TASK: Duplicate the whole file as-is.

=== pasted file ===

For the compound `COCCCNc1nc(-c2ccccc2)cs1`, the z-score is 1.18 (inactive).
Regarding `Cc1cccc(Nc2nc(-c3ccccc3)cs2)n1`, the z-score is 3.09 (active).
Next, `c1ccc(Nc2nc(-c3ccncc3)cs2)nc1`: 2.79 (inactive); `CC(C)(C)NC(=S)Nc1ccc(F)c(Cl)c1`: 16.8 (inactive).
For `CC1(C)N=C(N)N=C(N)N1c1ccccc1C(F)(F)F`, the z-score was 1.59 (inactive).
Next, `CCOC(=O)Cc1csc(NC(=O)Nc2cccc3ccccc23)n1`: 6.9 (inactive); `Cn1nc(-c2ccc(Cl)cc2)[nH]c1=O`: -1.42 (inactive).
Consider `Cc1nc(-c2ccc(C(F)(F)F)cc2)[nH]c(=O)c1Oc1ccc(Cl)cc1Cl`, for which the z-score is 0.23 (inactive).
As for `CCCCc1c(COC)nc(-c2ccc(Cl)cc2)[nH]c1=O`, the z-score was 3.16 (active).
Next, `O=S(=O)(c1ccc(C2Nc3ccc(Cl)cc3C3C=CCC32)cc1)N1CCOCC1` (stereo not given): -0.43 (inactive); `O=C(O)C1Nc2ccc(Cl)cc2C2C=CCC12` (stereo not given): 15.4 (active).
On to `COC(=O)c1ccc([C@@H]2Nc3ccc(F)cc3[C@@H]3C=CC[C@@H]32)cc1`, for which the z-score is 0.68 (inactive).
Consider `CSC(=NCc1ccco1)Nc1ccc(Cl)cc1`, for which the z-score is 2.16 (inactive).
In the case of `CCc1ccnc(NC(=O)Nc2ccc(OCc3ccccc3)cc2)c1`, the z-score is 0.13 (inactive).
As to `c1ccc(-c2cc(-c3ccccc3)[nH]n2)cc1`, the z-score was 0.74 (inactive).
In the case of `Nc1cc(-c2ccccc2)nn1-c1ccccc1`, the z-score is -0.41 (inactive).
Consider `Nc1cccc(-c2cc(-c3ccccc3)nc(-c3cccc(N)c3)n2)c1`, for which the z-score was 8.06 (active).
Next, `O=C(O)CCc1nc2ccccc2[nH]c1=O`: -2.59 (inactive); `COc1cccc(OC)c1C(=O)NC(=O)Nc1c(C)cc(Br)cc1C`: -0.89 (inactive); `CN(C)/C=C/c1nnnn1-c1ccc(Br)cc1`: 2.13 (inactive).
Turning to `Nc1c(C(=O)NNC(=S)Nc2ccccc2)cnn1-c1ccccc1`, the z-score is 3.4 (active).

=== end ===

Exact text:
For the compound `COCCCNc1nc(-c2ccccc2)cs1`, the z-score is 1.18 (inactive).
Regarding `Cc1cccc(Nc2nc(-c3ccccc3)cs2)n1`, the z-score is 3.09 (active).
Next, `c1ccc(Nc2nc(-c3ccncc3)cs2)nc1`: 2.79 (inactive); `CC(C)(C)NC(=S)Nc1ccc(F)c(Cl)c1`: 16.8 (inactive).
For `CC1(C)N=C(N)N=C(N)N1c1ccccc1C(F)(F)F`, the z-score was 1.59 (inactive).
Next, `CCOC(=O)Cc1csc(NC(=O)Nc2cccc3ccccc23)n1`: 6.9 (inactive); `Cn1nc(-c2ccc(Cl)cc2)[nH]c1=O`: -1.42 (inactive).
Consider `Cc1nc(-c2ccc(C(F)(F)F)cc2)[nH]c(=O)c1Oc1ccc(Cl)cc1Cl`, for which the z-score is 0.23 (inactive).
As for `CCCCc1c(COC)nc(-c2ccc(Cl)cc2)[nH]c1=O`, the z-score was 3.16 (active).
Next, `O=S(=O)(c1ccc(C2Nc3ccc(Cl)cc3C3C=CCC32)cc1)N1CCOCC1` (stereo not given): -0.43 (inactive); `O=C(O)C1Nc2ccc(Cl)cc2C2C=CCC12` (stereo not given): 15.4 (active).
On to `COC(=O)c1ccc([C@@H]2Nc3ccc(F)cc3[C@@H]3C=CC[C@@H]32)cc1`, for which the z-score is 0.68 (inactive).
Consider `CSC(=NCc1ccco1)Nc1ccc(Cl)cc1`, for which the z-score is 2.16 (inactive).
In the case of `CCc1ccnc(NC(=O)Nc2ccc(OCc3ccccc3)cc2)c1`, the z-score is 0.13 (inactive).
As to `c1ccc(-c2cc(-c3ccccc3)[nH]n2)cc1`, the z-score was 0.74 (inactive).
In the case of `Nc1cc(-c2ccccc2)nn1-c1ccccc1`, the z-score is -0.41 (inactive).
Consider `Nc1cccc(-c2cc(-c3ccccc3)nc(-c3cccc(N)c3)n2)c1`, for which the z-score was 8.06 (active).
Next, `O=C(O)CCc1nc2ccccc2[nH]c1=O`: -2.59 (inactive); `COc1cccc(OC)c1C(=O)NC(=O)Nc1c(C)cc(Br)cc1C`: -0.89 (inactive); `CN(C)/C=C/c1nnnn1-c1ccc(Br)cc1`: 2.13 (inactive).
Turning to `Nc1c(C(=O)NNC(=S)Nc2ccccc2)cnn1-c1ccccc1`, the z-score is 3.4 (active).